Cartrivision Memories by George R Steber
George R. Steber
In the days before my family had television, I remember sitting on the floor in the living room listening to the “The Shadow”, “The Green Hornet”, “Jack Benny”, “Dragnet”, and many other radio programs. It was around 1950. We had seen this newly introduced invention called TV in the stores, but few could afford it. As the years went by and it became less expensive, my parents eventually got one, in spite of my mother’s protestations about Howdy Doody. She didn’t care much for that puppet. She thought we would spend most of our time watching TV instead of doing homework and other necessary things, and, she was mostly right.
As I grew up with television I thought, from time to time, about recording programs and being able to play them back on demand. All that was available at the time was crude kinescope recording, a sort of film system that captured the image from a TV picture tube. Better than nothing, I suppose, but there had to be a better way. As I grew up I kept my eyes on developments in this field. One group, financed by Bing Crosby Enterprises, had developed a linear longitudinal scan video tape recorder. It ran the tape past the fixed heads at a high speed in order to record the high frequencies of the video signals properly. This naturally led to large tape reels and frequent tape changes. It didn’t seem too practical to me. Other longitudinal scan systems with improvements were demonstrated and described from time to time in magazines such as Radio-Electronics. One major company, Ampex, seemed on a better track than all the others with the concept of scanning heads.
I have been an avid amateur radio operator for many years and there was a large group of us who worked slow scan TV on twenty meters a few times a week in the late1960s. We invariably would discuss all kinds of things but mostly technical stuff. This was way before the Internet. One day around 1972 someone mentioned that an outfit called Cartrivision had developed a consumer video tape recorder with a scanning head that seemed very promising. It was being sold at Sears. But it was very expensive, around $1600 we were told. Never the less, we all kept our eyes on this company and read about it as much as we could. After some time had passed, it was announced, to our astonishment, that Cartrivision was folding. The remaining video recorder stock and parts were to be sold as surplus. Luckily one of the guys in our group found someone in California that was selling this surplus equipment. We were all exuberant about buying this stuff, even though it was virtually sight unseen. It was a unique opportunity. In today’s vernacular I’d have to say it was “totally unique”. I think we paid around $150 for the recorder, with no guarantees. But most of them did work, at least after a little tweaking. When my first Cartrivision unit arrived I was tremendously elated. It was like the old song by Jo Stafford, one of my favorites.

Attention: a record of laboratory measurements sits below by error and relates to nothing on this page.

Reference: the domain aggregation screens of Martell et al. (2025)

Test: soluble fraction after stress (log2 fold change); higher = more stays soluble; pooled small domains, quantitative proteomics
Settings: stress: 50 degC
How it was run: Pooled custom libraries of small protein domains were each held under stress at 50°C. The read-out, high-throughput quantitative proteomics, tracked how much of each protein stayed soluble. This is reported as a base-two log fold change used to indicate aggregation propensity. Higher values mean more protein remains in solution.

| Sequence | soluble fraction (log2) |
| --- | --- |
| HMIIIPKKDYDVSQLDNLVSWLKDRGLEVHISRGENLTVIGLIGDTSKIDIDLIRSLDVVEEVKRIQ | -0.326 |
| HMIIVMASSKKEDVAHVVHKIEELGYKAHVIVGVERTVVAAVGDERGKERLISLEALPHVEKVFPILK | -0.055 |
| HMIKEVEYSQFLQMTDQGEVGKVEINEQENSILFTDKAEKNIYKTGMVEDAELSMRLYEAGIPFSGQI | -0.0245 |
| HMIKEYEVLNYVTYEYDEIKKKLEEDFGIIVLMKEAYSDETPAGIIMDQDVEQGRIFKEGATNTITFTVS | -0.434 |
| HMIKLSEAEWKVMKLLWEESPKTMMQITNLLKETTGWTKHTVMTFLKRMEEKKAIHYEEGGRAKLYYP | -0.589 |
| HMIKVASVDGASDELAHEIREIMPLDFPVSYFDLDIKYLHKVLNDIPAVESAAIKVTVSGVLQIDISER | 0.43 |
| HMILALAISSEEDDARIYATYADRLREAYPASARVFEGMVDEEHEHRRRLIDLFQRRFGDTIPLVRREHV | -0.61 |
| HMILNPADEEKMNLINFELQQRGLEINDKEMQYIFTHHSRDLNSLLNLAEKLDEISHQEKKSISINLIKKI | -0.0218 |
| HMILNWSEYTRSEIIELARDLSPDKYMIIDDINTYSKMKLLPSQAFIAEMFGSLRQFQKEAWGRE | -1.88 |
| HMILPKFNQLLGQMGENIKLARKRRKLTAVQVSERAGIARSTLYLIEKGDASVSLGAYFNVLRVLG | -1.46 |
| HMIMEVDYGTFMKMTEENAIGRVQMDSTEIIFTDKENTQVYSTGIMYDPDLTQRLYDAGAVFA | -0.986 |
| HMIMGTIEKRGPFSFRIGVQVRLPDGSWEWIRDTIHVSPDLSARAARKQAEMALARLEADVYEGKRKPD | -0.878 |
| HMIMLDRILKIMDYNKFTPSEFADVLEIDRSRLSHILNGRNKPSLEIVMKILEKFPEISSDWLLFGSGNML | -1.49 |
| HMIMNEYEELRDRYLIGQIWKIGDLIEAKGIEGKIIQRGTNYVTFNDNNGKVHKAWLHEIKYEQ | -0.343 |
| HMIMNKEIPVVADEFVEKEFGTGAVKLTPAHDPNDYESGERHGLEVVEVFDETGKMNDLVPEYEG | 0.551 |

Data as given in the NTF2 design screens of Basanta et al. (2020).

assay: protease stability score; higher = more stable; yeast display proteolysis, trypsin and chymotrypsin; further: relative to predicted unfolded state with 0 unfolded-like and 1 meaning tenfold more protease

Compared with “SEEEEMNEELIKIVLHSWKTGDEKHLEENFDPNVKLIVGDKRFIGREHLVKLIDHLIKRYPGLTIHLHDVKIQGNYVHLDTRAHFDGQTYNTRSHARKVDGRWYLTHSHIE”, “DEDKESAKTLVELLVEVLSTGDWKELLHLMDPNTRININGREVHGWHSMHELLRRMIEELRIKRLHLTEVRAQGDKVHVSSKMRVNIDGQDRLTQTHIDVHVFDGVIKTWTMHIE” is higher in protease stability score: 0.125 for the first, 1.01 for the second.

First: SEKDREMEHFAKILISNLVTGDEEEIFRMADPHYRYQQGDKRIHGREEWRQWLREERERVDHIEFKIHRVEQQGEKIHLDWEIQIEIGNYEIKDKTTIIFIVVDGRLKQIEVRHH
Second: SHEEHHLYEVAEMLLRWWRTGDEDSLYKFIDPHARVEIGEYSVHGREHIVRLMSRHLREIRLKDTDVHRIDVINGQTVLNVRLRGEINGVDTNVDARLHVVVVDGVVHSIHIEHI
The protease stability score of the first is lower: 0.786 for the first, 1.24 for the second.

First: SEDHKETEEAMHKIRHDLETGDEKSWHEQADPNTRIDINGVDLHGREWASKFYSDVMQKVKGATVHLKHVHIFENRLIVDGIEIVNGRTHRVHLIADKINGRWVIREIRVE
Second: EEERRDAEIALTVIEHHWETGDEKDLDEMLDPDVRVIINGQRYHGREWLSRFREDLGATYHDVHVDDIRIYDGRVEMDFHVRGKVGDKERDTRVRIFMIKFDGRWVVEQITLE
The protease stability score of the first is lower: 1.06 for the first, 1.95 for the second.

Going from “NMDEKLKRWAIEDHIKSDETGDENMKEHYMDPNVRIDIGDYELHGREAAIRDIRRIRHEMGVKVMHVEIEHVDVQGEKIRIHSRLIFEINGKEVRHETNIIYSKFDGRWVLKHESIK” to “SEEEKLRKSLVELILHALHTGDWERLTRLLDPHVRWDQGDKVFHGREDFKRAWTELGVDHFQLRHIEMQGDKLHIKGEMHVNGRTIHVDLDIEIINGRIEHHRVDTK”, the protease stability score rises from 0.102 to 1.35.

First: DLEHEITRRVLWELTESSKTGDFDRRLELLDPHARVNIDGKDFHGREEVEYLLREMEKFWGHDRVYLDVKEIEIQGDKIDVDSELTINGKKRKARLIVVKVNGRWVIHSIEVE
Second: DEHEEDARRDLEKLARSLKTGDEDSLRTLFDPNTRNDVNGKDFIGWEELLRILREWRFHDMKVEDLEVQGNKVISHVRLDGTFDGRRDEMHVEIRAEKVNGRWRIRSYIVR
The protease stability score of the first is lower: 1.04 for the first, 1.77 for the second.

And now, that dream is here… beside me”